Lewis Hoss

Publication Date


Document Type


First Advisor

Seagrave, S. Adam

Degree Name

M.A. (Master of Arts)

Legacy Department

Department of Political Science


The paradoxical nature of Bernard Mandeville's The Fable of the Bees has led a number of scholars to offer competing interpretations of his social and political thought. In particular, his rigoristic definition of moral virtue, which juxtaposes a version of Christian asceticism with Enlightenment rationalism, has allowed for competing portrayals of Mandeville as either a Christian moralist or a Hobbesian empiricist. Contributing to this perplexity is the fact that his writings are also characterized by repeated appeals to Christian ethics, despite the fact that he is making a case for the benefits to be derived from vice. In this paper, I attempt to illustrate that Mandeville's apparent references to Christian theology are a crucial part of his naturalistic argument for the need to manage fundamentally vicious passions through moral education. Understanding that Mandeville acknowledges the social utility of Christianity contributes to a more coherent reading of his political thought and allows us to place him more prominently among 18th-century thinkers whose ideas were borne out in practice at the time of the American Founding. Furthermore, the argument for Mandeville's consistency presented here speaks to a more general ongoing debate over the compatibility between naturalism and religious belief.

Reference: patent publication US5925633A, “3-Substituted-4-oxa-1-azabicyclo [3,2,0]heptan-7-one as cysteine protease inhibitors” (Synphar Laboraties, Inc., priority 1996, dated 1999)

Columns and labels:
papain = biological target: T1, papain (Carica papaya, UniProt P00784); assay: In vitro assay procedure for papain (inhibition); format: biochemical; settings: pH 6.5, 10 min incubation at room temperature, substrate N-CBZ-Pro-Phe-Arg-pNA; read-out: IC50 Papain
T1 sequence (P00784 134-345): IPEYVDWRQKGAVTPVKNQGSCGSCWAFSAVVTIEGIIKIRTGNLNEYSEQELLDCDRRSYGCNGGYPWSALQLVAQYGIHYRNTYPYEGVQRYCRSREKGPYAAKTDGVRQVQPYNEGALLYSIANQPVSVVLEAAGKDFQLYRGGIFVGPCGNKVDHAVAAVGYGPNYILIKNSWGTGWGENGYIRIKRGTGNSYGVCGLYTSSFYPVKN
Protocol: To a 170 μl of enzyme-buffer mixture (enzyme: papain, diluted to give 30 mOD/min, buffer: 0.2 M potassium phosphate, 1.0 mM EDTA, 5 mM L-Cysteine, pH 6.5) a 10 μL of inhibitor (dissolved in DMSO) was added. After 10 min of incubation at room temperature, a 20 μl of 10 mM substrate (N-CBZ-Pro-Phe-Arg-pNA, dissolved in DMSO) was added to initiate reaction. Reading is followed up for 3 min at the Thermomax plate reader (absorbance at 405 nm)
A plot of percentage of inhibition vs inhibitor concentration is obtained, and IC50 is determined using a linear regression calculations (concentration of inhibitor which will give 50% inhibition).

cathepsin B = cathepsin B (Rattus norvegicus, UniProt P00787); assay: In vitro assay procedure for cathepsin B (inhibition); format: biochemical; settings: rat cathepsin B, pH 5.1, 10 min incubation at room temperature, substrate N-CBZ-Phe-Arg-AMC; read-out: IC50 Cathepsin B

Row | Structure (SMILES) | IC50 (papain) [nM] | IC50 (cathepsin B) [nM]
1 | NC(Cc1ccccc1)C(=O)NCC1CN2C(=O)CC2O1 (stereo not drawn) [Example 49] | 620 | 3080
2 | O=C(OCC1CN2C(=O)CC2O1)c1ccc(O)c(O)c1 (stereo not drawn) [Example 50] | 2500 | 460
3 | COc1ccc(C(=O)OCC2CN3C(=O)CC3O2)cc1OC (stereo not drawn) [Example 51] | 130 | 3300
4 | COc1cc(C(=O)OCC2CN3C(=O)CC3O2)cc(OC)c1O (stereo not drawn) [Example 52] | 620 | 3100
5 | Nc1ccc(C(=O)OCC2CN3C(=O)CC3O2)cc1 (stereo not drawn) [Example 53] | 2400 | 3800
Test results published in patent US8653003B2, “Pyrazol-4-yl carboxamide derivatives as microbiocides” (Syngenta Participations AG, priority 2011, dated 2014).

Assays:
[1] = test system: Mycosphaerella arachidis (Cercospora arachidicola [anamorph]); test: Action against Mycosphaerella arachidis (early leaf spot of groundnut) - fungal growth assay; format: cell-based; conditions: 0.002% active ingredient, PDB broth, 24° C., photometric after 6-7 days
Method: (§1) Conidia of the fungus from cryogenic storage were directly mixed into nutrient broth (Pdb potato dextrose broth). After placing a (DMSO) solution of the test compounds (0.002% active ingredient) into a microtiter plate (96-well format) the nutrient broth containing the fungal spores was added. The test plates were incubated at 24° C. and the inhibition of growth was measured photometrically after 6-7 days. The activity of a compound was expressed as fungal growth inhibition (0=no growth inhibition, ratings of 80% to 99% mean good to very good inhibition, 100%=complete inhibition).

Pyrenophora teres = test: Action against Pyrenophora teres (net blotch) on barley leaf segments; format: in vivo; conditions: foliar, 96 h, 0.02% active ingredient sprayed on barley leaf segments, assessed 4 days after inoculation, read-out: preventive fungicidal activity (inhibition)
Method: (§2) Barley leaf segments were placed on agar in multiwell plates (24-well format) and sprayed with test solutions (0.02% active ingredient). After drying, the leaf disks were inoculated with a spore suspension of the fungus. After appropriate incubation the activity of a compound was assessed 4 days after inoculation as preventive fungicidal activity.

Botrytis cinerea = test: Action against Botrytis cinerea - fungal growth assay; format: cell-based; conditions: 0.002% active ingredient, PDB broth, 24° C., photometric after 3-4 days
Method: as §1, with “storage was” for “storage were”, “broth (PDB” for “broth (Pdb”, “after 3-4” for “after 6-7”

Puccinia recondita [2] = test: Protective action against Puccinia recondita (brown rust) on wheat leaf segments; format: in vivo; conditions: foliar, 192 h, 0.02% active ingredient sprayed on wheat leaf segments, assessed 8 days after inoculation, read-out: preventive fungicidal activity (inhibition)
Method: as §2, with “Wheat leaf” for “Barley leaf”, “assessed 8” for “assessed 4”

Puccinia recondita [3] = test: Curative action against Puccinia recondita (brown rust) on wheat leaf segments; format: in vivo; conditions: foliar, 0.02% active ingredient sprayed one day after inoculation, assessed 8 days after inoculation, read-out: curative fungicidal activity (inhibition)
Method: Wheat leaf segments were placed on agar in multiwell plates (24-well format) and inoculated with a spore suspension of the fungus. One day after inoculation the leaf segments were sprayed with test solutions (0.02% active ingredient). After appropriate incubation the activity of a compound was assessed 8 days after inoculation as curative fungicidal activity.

Advisors: S. Adam Seagrave.||Committee members: Larry Arnhart; Andrea Radasanu.||Includes bibliographical references.


39 pages




Northern Illinois University

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